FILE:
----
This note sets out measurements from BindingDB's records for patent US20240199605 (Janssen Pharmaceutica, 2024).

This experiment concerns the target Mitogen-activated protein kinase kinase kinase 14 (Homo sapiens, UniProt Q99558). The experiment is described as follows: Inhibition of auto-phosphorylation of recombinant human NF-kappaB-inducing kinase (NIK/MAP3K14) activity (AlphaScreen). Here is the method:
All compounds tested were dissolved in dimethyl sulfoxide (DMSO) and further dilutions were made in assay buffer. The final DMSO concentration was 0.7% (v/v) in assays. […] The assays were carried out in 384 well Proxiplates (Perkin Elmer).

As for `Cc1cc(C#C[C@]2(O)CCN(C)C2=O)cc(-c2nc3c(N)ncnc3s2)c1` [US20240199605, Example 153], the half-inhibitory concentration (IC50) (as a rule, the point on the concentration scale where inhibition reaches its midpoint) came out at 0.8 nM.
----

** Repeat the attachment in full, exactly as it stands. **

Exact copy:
This note sets out measurements from BindingDB's records for patent US20240199605 (Janssen Pharmaceutica, 2024).

This experiment concerns the target Mitogen-activated protein kinase kinase kinase 14 (Homo sapiens, UniProt Q99558). The experiment is described as follows: Inhibition of auto-phosphorylation of recombinant human NF-kappaB-inducing kinase (NIK/MAP3K14) activity (AlphaScreen). Here is the method:
All compounds tested were dissolved in dimethyl sulfoxide (DMSO) and further dilutions were made in assay buffer. The final DMSO concentration was 0.7% (v/v) in assays. […] The assays were carried out in 384 well Proxiplates (Perkin Elmer).

As for `Cc1cc(C#C[C@]2(O)CCN(C)C2=O)cc(-c2nc3c(N)ncnc3s2)c1` [US20240199605, Example 153], the half-inhibitory concentration (IC50) (as a rule, the point on the concentration scale where inhibition reaches its midpoint) came out at 0.8 nM.